J Glob Health. 2021;11:07009. Published 2021 Mar 10. doi:10.7189/jogh.11.07009. [Full Article]
Sripad P, McClair TL, Casseus A, Hossain S, Abuya T, Gottert A
Client trust in community health workers (CHWs) is integral for improving quality and equity of community health systems globally. Despite its recognized conceptual and pragmatic importance across health areas, there are no quantitative measures of trust in the context of community health services. In this multi-country study, we aimed to develop and validate a scale that assesses trust in CHWs.
To develop the scale, we used a consultative process to conceptualize and adapt items and domains from prior literature to the CHW context. Content validity and comprehension of scale items were validated through 10 focus group discussions with 75 community members in Haiti, and Kenya. We then conducted 1939 surveys with clients who interacted with CHWs recently in Bangladesh (n = 1017), Haiti…
Int J Ment Health Syst. 2019 Sep 17;13:62. [Pubmed Abstract]
Atif N, Bibi A, Nisar A, Zulfiqar S, Ahmed I, LeMasters K, Hagaman A, Sikander S, Maselko J, Rahman A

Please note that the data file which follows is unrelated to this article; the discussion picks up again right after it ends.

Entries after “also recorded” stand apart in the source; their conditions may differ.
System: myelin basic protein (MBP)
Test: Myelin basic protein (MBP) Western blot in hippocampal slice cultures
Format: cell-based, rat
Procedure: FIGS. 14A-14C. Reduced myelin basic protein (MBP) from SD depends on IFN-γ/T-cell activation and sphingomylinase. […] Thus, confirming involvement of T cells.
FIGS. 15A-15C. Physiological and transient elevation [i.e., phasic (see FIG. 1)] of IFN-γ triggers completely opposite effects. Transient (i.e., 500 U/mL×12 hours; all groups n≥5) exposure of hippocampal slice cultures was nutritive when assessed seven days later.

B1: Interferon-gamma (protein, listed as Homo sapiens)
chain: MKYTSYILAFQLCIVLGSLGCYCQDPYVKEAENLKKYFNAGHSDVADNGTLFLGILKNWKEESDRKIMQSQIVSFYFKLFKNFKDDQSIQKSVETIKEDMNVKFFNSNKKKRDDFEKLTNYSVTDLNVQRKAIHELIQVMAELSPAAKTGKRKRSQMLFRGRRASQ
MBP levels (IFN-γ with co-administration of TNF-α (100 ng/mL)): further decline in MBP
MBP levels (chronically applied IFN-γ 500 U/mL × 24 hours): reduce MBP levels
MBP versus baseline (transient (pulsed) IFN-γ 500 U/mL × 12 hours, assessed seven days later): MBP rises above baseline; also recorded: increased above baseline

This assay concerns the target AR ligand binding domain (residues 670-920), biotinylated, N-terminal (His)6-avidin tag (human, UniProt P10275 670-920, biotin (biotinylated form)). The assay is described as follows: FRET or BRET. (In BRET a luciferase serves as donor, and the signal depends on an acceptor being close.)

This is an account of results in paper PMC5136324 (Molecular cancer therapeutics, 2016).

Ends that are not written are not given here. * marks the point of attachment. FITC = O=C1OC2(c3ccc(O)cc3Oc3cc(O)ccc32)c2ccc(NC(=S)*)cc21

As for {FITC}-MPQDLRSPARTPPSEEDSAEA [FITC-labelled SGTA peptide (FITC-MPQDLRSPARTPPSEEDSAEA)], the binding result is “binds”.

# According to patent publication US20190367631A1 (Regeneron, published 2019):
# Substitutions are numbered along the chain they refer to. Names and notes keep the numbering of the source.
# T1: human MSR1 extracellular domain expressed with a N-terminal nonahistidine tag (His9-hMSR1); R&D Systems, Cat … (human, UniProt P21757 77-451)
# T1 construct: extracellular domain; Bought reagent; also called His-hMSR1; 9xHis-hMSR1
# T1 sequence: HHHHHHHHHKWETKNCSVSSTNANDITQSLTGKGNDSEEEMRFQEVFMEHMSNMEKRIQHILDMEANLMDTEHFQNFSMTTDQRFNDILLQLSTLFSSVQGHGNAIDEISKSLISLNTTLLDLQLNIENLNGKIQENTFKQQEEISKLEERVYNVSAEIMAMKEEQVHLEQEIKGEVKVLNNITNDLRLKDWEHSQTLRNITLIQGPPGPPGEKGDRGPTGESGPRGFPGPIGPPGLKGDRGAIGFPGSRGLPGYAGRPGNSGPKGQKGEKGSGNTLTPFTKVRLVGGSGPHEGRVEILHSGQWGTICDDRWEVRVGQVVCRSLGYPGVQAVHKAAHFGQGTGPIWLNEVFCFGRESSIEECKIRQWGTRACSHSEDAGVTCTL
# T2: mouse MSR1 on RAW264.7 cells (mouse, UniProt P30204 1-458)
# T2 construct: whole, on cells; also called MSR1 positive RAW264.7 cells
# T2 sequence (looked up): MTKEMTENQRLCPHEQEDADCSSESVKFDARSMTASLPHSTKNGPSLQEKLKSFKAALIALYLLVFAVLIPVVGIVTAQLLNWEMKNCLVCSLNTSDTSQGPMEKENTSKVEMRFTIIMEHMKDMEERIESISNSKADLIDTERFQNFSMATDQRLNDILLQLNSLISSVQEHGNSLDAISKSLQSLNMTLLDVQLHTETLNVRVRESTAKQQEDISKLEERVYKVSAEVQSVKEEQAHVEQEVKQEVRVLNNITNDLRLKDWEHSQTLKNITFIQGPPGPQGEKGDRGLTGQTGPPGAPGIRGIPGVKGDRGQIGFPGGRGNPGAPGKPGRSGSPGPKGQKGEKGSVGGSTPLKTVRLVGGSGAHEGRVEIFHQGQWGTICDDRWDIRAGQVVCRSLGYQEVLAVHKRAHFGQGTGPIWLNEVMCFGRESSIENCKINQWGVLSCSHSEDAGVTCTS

Maternal depression affects one in five women in low-and middle income countries (LMIC) and has significant economic and social impacts. Evidence-based psychosocial interventions delivered by non-specialist health workers are recommended as first-line management of the condition, and recent studies on such interventions from LMIC show promising results. However, lack of human resource to deliver the interventions is a major bottle-neck to scale-up, and much research attention has been devoted to ‘task-sharing’ initiatives. A peer-delivered version of the World Health Organization’s Thinking Healthy Programme for perinatal depression in Pakistan and India showed clinical, functional and social benefits to women at 3 months postpartum. The programme has been iteratively adapted and continually delivered for…
Evaluation of a multi-faceted diabetes care program including community-based peer educators in Takeo province, Cambodia, 2007-2013
PLoS One. 2017 Sep 25;12(9):e0181582. [Pubmed Abstract]
Taniguchi D, LoGerfo J, van Pelt M, Mielcarek B, Huster K, Haider M, Thomas B
Early detection and treatment for diabetes are essential for reducing disability and death from the disease. Finding effective screening and treatment for individuals living with diabetes in resource-limited countries is a challenge. MoPoTsyo, a Cambodian non-governmental organization, addressed this gap by utilizing a multi-pronged approach with community-based peer educators, access to laboratory procedures, local outpatient medical consultation, and a revolving drug fund. This study evaluated outcomes of MoPoTsyo’s diabetes program in Takeo Province by assessing glycemic and blood pressure outcomes for individuals diagnosed with diabetes over a 24-month follow-up period between 2007-2013.
This is a retrospective cohort analysis of records without a comparison group. We calculated the mean fasting blood glucose (FBG)…